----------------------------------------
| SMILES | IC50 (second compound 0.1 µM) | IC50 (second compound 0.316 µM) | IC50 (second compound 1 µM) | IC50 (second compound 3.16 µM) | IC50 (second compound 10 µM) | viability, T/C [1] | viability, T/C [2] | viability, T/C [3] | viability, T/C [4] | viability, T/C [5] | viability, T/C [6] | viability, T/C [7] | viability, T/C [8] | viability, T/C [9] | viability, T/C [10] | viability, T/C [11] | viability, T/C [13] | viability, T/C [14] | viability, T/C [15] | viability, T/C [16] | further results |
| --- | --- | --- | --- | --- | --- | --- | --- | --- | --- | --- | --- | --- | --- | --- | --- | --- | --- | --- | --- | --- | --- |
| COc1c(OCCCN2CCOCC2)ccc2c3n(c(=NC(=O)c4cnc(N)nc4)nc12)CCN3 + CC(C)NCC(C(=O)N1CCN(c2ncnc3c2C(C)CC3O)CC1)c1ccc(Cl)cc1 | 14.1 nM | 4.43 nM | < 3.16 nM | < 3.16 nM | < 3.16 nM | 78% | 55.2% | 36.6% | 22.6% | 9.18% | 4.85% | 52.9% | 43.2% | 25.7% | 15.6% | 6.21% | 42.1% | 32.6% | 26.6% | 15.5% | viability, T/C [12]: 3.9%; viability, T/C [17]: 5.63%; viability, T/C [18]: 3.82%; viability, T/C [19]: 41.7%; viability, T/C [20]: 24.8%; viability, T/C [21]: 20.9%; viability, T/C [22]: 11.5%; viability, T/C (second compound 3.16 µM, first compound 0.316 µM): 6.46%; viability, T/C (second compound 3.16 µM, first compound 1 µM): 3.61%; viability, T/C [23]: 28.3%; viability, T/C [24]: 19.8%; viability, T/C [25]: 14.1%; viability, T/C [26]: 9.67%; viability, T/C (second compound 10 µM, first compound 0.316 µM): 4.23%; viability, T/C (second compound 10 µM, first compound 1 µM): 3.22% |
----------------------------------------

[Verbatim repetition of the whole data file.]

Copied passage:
| SMILES | IC50 (second compound 0.1 µM) | IC50 (second compound 0.316 µM) | IC50 (second compound 1 µM) | IC50 (second compound 3.16 µM) | IC50 (second compound 10 µM) | viability, T/C [1] | viability, T/C [2] | viability, T/C [3] | viability, T/C [4] | viability, T/C [5] | viability, T/C [6] | viability, T/C [7] | viability, T/C [8] | viability, T/C [9] | viability, T/C [10] | viability, T/C [11] | viability, T/C [13] | viability, T/C [14] | viability, T/C [15] | viability, T/C [16] | further results |
| --- | --- | --- | --- | --- | --- | --- | --- | --- | --- | --- | --- | --- | --- | --- | --- | --- | --- | --- | --- | --- | --- |
| COc1c(OCCCN2CCOCC2)ccc2c3n(c(=NC(=O)c4cnc(N)nc4)nc12)CCN3 + CC(C)NCC(C(=O)N1CCN(c2ncnc3c2C(C)CC3O)CC1)c1ccc(Cl)cc1 | 14.1 nM | 4.43 nM | < 3.16 nM | < 3.16 nM | < 3.16 nM | 78% | 55.2% | 36.6% | 22.6% | 9.18% | 4.85% | 52.9% | 43.2% | 25.7% | 15.6% | 6.21% | 42.1% | 32.6% | 26.6% | 15.5% | viability, T/C [12]: 3.9%; viability, T/C [17]: 5.63%; viability, T/C [18]: 3.82%; viability, T/C [19]: 41.7%; viability, T/C [20]: 24.8%; viability, T/C [21]: 20.9%; viability, T/C [22]: 11.5%; viability, T/C (second compound 3.16 µM, first compound 0.316 µM): 6.46%; viability, T/C (second compound 3.16 µM, first compound 1 µM): 3.61%; viability, T/C [23]: 28.3%; viability, T/C [24]: 19.8%; viability, T/C [25]: 14.1%; viability, T/C [26]: 9.67%; viability, T/C (second compound 10 µM, first compound 0.316 µM): 4.23%; viability, T/C (second compound 10 µM, first compound 1 µM): 3.22% |